Tuesday, 7 September 2010

The Cautionary Tale of Connaught

There's two types of blog posts. There are the ones with a long gestation, a loose idea that time turns over in your head as it is whittled down to finely detailed perfection ready to present to cyberspace. These, for me at least, are rare. They are the type of blog posts I mean to write. Type two, the far more common type, are the type where a news story catches my eye during the day, not any news story, but one which inspires emotion within, maybe anger, maybe sadness, relief or even laughter. It instantly creates the urge to comment to just put something down on the page.

Today the story is about Connaught. Interestingly it crosses over with a post I've been meaning to write for months now, a post about the pros and cons of contracting out in the public sector.

My politics and past experience (school dinners in the early 90s) has led me to take a position of public-sector-good private- sector-bad. For me it was definitely a case of Crapita not Capita and my heart would sink a little everytime I saw the moniker 'working with' on a sweater, leaflet or side of a van. Even free entry to my local swimming baths last week didn't allay my narrow eyed cynicism that standards would plunge now the profit motive was introduced like a shark in the pool.

This is the crux of the issue. Our villain is the profit motive. Victorious in driving back the ethos of public service it eschews a logic of doing things only so far as they are profitable. This is why residential care is in such a mess. Standards cannot rise above the level at which profit ceases to be made.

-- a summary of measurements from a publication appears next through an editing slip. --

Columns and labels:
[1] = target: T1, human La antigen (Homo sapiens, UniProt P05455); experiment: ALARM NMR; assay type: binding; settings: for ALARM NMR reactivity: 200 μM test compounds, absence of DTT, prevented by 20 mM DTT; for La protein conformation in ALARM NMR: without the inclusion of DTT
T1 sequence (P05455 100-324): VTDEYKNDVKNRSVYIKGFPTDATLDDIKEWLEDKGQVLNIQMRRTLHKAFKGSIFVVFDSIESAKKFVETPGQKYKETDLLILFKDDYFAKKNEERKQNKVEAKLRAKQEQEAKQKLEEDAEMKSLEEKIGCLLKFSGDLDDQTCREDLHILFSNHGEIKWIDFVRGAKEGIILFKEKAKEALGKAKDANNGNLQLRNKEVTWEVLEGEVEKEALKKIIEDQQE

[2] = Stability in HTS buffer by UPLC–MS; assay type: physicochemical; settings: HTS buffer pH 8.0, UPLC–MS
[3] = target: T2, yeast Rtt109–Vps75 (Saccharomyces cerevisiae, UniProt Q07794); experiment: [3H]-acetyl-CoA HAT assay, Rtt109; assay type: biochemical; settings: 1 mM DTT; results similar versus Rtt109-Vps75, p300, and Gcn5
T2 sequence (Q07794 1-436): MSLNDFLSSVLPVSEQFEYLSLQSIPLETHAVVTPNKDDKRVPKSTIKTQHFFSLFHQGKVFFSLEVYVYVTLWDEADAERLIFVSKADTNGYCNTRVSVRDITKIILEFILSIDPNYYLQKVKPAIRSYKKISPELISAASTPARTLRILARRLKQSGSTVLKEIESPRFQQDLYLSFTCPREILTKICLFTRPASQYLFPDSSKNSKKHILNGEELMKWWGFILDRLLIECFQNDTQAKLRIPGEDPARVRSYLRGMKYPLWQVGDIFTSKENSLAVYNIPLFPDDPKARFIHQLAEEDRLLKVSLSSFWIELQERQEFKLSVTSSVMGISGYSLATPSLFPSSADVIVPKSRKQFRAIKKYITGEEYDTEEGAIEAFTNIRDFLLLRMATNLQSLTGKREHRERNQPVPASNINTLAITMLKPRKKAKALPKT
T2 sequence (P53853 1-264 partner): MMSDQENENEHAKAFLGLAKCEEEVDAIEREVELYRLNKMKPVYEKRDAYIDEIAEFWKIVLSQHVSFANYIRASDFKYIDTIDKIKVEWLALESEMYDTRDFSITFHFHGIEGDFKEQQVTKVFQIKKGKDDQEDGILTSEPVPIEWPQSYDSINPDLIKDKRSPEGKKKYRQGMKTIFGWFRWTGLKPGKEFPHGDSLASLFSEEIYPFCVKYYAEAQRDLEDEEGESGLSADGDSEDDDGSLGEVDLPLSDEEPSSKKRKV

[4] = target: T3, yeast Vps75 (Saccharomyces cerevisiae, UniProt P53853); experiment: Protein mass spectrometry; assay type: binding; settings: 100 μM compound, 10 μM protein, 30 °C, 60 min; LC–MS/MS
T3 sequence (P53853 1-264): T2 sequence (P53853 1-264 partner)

Is this tough a too simplistic reading? Possibly it is true in some cases but, I find myself feeling increasingly sorry for private sector partners seeing them as victims. This is because in some areas the state drives a very hard bargain. Take residential care again, is the problem the private sector ownership of homes or is the problem of poor standards due to the local authorities who raise their funding for placements at below inflationary rates?

The attractiveness of a contract for a government department, or local authority is the ability to pass the buck. The contractor must decide what to cut when funding is squeezed and must also deal with the blame of any consequences from their cost-cutting. Connaughts demise also shows the risk prospective partners undergo. Government is a big player and now has a whole support industry which depends on it. Firms like Capita just did not exist a little over a decade ago but now generate large profits from public service contracting. Markets though shift and power with it, will government begin to assert its power in a not dissimilar was to a supermarket chain over a small producer, or will contractors find new strategies to fight back.

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